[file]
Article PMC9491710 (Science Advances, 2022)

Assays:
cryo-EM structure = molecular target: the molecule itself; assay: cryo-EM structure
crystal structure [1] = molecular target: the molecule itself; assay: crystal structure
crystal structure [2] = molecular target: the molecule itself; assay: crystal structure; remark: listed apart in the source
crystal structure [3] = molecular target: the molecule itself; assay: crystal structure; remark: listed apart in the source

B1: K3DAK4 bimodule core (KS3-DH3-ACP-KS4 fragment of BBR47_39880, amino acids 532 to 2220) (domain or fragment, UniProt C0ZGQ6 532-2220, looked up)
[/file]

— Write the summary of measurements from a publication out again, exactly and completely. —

Article PMC9491710 (Science Advances, 2022)

Assays:
cryo-EM structure = molecular target: the molecule itself; assay: cryo-EM structure
crystal structure [1] = molecular target: the molecule itself; assay: crystal structure
crystal structure [2] = molecular target: the molecule itself; assay: crystal structure; remark: listed apart in the source
crystal structure [3] = molecular target: the molecule itself; assay: crystal structure; remark: listed apart in the source

B1: K3DAK4 bimodule core (KS3-DH3-ACP-KS4 fragment of BBR47_39880, amino acids 532 to 2220) (domain or fragment, UniProt C0ZGQ6 532-2220, looked up)